This is part of my goal, to raise awareness of the need for resources and funding towards Autism. Not only research, but funding for schools, therapy, grants for families who can't afford therapy on their own. (believe me the cost of private therapy is ridiculous)
With the latest numbers on Autism it simply cannot be ignored anymore.
We need to educate ourselves, the public and then hopefully help and resources will follow.
Until then, finding support and accepting the situation in front of you is something that should be done. I mean emotionally processing everything and taking care of yourself as best as possible so that you can care for your child. WAY easier said than done....believe me.
It took me awhile to truly accept my situation. I did not embrace it right away. I was angry, and I felt sorry for myself. That is the truth. I hate admitting that, but it is all part of the process.
I always considered myself a good person. Loving, accepting, open minded.
I was never truly tested though until these past 4 years.
I lost my dad and both Grandparents, I had an Autistic son, I earned my degree, I got a divorce...all in a matter of 4 years.
I guess I was just bored before and wanted to get all the emotionally taxing things in my life dumped on me at once... yeah right.
It is life. It happens whether you are ready for it or not.
We all have our stories. I don't want sympathy. I only want to share my story so that maybe it could help anybody out there dealing with Autism.
It is hard, it is not pretty or glamorous.
But it can be beautiful.
I have had moments with Kannon that are better than those you see in movies.
Tears are an every day thing around my house, and not just the bad kind. Tears of love and ones that can only be shed when you have a child like this. You feel SO much for them.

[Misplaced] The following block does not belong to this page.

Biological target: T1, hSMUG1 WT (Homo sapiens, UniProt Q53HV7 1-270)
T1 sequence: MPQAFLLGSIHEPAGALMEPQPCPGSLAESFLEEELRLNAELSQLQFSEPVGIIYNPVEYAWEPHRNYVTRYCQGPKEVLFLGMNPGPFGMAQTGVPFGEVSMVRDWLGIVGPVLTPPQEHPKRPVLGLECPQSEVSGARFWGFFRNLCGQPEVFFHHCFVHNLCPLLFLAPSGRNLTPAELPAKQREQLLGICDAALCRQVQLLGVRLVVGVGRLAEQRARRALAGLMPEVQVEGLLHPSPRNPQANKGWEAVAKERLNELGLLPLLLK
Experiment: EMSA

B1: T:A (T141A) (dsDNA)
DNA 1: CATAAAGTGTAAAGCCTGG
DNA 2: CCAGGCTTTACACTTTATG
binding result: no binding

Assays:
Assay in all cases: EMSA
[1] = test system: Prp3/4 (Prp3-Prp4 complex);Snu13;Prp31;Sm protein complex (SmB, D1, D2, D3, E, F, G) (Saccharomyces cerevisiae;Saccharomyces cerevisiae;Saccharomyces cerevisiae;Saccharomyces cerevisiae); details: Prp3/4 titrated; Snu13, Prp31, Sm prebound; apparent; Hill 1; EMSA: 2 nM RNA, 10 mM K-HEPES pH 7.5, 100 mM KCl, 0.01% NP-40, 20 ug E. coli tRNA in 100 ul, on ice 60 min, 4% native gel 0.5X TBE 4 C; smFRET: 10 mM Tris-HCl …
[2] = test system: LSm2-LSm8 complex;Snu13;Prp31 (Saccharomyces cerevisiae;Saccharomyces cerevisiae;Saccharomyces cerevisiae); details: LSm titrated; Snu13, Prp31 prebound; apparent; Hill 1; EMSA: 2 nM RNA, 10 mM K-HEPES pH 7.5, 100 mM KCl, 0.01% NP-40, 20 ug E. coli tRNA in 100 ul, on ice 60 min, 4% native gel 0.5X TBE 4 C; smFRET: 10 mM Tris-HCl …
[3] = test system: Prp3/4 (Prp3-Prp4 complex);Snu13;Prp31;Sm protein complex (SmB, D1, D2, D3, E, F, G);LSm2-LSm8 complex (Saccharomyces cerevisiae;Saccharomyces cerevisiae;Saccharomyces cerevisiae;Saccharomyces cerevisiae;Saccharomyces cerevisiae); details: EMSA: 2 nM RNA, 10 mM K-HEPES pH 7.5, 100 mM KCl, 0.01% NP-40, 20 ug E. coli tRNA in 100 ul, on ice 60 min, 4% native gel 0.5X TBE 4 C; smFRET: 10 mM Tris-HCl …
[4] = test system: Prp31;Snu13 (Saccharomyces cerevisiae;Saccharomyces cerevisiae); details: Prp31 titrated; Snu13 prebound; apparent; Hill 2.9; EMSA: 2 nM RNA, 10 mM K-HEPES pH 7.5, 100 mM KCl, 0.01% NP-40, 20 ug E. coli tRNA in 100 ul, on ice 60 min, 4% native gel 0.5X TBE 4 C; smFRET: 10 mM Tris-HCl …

You mourn them every day even though they are right there with you.
You laugh with them and watch their small moments of advancement with such pride that you could burst....even if it is as small as them putting their shirt on the right way for the first time at age 6. I think people in China probably heard my screams of joy when Kannon pooped in the potty for the first time, at the tender age of 5.5...and not a day too soon, the diapers weren't getting any bigger out there. I was looking into Adult diapers for him since he kept growing and not using the potty. Aaaah, just a distant memory now.
I know you know what I'm talking about.
This roller coaster of emotions...
We have to be able to laugh at things. We have to take time every day to enjoy our child even though they may not want to connect with you at all. We have to push and push...and push for every moment we get.
I have to remind myself to stop and observe Kannon. To not go into "robot" mode and just get by...even when I am so tired I could fall asleep standing up, I will take a moment to look at my beautiful boy. For this is all happening for a reason, one I may never understand or really want to understand....but this is my life.
The life of a parent with an Autistic child.
Thanks for reading today.
Take some time to stop and find the beauty. Find some peace, even if it is for one minute.